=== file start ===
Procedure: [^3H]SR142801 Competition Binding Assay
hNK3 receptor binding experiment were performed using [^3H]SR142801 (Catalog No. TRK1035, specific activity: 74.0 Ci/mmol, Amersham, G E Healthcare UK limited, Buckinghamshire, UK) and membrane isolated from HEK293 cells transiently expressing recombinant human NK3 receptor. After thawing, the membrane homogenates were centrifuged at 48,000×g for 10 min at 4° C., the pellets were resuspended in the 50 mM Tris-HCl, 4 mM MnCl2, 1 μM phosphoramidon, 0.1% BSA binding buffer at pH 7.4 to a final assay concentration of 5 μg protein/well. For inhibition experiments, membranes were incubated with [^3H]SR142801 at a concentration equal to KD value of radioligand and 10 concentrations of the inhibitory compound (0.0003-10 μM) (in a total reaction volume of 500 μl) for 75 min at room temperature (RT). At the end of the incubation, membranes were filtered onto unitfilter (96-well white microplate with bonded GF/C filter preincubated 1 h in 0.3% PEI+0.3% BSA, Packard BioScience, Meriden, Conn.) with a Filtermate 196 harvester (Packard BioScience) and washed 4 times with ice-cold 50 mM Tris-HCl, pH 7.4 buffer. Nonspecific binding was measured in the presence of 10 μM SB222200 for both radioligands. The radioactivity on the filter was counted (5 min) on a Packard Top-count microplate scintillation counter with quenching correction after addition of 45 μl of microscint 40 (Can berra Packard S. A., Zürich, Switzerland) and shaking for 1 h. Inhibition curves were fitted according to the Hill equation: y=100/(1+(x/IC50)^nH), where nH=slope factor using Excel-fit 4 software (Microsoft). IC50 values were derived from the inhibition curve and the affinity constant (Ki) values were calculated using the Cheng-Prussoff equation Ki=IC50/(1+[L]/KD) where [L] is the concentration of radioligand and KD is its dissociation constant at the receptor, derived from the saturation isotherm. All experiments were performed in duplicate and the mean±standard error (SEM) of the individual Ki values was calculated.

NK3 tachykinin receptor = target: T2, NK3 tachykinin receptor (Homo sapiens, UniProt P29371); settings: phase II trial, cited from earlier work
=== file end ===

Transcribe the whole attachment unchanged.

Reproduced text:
Procedure: [^3H]SR142801 Competition Binding Assay
hNK3 receptor binding experiment were performed using [^3H]SR142801 (Catalog No. TRK1035, specific activity: 74.0 Ci/mmol, Amersham, G E Healthcare UK limited, Buckinghamshire, UK) and membrane isolated from HEK293 cells transiently expressing recombinant human NK3 receptor. After thawing, the membrane homogenates were centrifuged at 48,000×g for 10 min at 4° C., the pellets were resuspended in the 50 mM Tris-HCl, 4 mM MnCl2, 1 μM phosphoramidon, 0.1% BSA binding buffer at pH 7.4 to a final assay concentration of 5 μg protein/well. For inhibition experiments, membranes were incubated with [^3H]SR142801 at a concentration equal to KD value of radioligand and 10 concentrations of the inhibitory compound (0.0003-10 μM) (in a total reaction volume of 500 μl) for 75 min at room temperature (RT). At the end of the incubation, membranes were filtered onto unitfilter (96-well white microplate with bonded GF/C filter preincubated 1 h in 0.3% PEI+0.3% BSA, Packard BioScience, Meriden, Conn.) with a Filtermate 196 harvester (Packard BioScience) and washed 4 times with ice-cold 50 mM Tris-HCl, pH 7.4 buffer. Nonspecific binding was measured in the presence of 10 μM SB222200 for both radioligands. The radioactivity on the filter was counted (5 min) on a Packard Top-count microplate scintillation counter with quenching correction after addition of 45 μl of microscint 40 (Can berra Packard S. A., Zürich, Switzerland) and shaking for 1 h. Inhibition curves were fitted according to the Hill equation: y=100/(1+(x/IC50)^nH), where nH=slope factor using Excel-fit 4 software (Microsoft). IC50 values were derived from the inhibition curve and the affinity constant (Ki) values were calculated using the Cheng-Prussoff equation Ki=IC50/(1+[L]/KD) where [L] is the concentration of radioligand and KD is its dissociation constant at the receptor, derived from the saturation isotherm. All experiments were performed in duplicate and the mean±standard error (SEM) of the individual Ki values was calculated.

NK3 tachykinin receptor = target: T2, NK3 tachykinin receptor (Homo sapiens, UniProt P29371); settings: phase II trial, cited from earlier work